John Vensel is a contract attorney at Orrick who grew up a few miles from Wheeling, on the other side of the Pennsylvania state line. In his 20s, he was a freelance paralegal by day and a gig musician by night.
"I actually wanted to be a rock star," he says. But these days there are no edgy vestiges of a former rocker, only a 47-year-old family man cooing over cellphone photos of his children, Grace and Gabe.
In the two decades in between, Vensel worked full-time corporate jobs. But he was laid off in 2010, on the eve of his graduation from his night-school law program. He graduated with huge piles of debt, into one of the worst job markets.
"It was terrible; it was like a nuclear bomb went off," he says. "My son had just been born. ... We've been kind of recovering ever since."
For a time, Vensel commuted three hours round-trip to a full-time job in Pittsburgh. But more recently, he quit and took up contracting to stay near home in Wheeling.
"So, like my father, he's in the hospital right now which is like five minutes away, and I'm getting updates on my phone," he explains, glancing at the device. "And if I need to be there, I can be there in five minutes."
He says contract work is today's economic reality. Contracting allows employers to test workers out, he says, but he ultimately is hoping to land a full-time position, with benefits. A new NPR/Marist poll shows that 34 percent of part-time workers are looking for full-time work.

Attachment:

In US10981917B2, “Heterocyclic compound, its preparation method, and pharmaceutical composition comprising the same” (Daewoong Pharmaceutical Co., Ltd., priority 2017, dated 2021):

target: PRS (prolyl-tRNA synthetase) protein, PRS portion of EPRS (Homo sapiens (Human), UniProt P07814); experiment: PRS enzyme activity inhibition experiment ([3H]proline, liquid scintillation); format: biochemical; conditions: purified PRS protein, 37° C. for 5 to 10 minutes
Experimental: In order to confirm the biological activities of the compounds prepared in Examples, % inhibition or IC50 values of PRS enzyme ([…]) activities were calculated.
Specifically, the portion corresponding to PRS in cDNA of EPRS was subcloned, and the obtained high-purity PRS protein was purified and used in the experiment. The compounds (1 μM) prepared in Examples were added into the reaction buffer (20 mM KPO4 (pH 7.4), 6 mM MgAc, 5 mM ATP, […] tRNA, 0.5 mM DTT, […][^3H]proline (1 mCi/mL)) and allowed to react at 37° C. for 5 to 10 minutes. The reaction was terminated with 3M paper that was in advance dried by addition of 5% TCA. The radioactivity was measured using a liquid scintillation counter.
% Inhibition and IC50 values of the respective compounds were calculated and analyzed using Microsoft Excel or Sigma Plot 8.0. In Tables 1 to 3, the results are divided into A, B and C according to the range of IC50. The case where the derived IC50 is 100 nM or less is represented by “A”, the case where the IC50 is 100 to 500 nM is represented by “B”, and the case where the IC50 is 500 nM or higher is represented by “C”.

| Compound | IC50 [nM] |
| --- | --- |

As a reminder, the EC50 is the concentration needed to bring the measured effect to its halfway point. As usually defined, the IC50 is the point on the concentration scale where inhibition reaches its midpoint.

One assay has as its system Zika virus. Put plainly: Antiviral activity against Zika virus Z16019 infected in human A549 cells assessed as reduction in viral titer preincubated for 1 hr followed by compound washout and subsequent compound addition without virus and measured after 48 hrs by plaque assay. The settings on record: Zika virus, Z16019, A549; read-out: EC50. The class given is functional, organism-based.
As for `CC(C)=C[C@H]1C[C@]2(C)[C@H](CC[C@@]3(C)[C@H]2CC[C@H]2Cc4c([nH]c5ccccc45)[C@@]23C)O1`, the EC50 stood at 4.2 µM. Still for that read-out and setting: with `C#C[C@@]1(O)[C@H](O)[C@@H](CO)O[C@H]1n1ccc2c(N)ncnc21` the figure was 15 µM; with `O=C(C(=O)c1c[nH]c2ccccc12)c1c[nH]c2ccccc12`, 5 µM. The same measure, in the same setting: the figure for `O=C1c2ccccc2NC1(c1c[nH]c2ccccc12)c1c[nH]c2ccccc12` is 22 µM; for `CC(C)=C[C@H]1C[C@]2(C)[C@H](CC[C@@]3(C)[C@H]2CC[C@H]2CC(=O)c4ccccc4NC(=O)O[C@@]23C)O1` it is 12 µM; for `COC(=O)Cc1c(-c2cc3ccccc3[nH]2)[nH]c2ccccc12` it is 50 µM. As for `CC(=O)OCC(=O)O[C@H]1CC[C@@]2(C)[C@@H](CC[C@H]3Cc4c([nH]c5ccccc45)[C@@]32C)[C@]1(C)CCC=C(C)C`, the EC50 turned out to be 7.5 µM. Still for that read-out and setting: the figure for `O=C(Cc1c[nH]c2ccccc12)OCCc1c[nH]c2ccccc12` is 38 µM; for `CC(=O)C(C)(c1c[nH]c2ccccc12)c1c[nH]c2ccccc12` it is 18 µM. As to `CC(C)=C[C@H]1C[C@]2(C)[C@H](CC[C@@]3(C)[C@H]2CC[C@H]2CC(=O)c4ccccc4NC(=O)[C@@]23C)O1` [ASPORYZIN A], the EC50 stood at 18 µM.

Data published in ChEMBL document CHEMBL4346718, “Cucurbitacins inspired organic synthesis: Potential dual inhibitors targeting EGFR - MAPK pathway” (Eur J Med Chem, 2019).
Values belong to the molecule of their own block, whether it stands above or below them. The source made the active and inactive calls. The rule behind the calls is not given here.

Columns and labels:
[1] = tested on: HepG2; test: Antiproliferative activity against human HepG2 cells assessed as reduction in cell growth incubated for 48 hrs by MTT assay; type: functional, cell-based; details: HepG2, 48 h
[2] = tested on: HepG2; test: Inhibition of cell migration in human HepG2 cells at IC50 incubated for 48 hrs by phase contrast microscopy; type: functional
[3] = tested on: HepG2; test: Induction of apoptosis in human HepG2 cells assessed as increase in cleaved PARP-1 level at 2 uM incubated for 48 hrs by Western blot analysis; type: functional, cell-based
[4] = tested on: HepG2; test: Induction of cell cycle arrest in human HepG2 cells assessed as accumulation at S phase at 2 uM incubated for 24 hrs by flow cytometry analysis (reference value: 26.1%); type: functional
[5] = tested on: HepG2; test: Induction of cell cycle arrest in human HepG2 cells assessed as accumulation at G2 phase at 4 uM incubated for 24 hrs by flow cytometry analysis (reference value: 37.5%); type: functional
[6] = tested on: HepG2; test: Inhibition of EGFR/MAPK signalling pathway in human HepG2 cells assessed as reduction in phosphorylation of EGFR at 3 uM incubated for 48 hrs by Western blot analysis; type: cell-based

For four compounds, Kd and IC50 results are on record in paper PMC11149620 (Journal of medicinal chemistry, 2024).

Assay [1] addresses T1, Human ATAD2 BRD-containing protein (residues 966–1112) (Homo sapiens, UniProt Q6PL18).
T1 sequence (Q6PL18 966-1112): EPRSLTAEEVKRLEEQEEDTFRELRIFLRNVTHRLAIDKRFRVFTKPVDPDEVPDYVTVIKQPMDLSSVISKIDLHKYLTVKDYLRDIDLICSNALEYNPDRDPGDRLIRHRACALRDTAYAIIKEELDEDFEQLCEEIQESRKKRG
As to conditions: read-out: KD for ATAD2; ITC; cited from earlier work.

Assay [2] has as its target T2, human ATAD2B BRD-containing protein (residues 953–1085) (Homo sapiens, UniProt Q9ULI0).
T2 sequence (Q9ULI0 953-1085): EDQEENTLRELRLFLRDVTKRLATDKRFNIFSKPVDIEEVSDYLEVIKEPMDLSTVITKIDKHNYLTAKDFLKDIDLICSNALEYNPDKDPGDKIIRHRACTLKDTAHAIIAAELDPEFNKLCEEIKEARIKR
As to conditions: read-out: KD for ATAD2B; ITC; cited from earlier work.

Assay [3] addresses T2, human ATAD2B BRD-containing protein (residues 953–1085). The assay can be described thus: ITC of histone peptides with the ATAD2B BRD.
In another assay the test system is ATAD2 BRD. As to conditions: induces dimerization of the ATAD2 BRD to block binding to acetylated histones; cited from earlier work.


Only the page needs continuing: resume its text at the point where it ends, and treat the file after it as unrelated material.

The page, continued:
That may be increasingly difficult. Currently, 1 in 5 workers is a contract worker, the poll shows. According to economists Alan Krueger and Lawrence Katz, the percentage of people engaged in "alternative work arrangements" (freelancers, contractors, on-call workers and temp agency workers) grew from 10.1 percent in 2005 to 15.8 percent in 2015. Their report found that almost all — or 94 percent — of net jobs created from 2005 to 2015 were these sorts of impermanent jobs.
Within a decade, many labor economists believe freelancers will outnumber full timers.
Vensel draws a contrast with his father, who retired after working 35 years at the Postal Service.
"He has a pension; we don't have pensions anymore," Vensel says. "It's a totally different world."
Sixty-five percent of part-time workers and a little more than half of contract workers work without benefits, according to the NPR/Marist poll.
Arun Sundararajan, a management professor at New York University and author of The Sharing Economy, says "this is the work arrangement for the future." The new normal will be freelance work. "Twenty years from now, I don't think a typical college graduate is going to expect that full-time employment is their path to building a career," Sundararajan says.
He says that will ultimately lead to many other changes, from education to social structures and public services.
That's going to cause major changes as high-paying jobs turn into contract gigs: lawyers, network engineers, doctors, professors, upper managment and more. That's where we're heading, and the national conversation about automation, benefits, and contract work is one we need to have now, not later.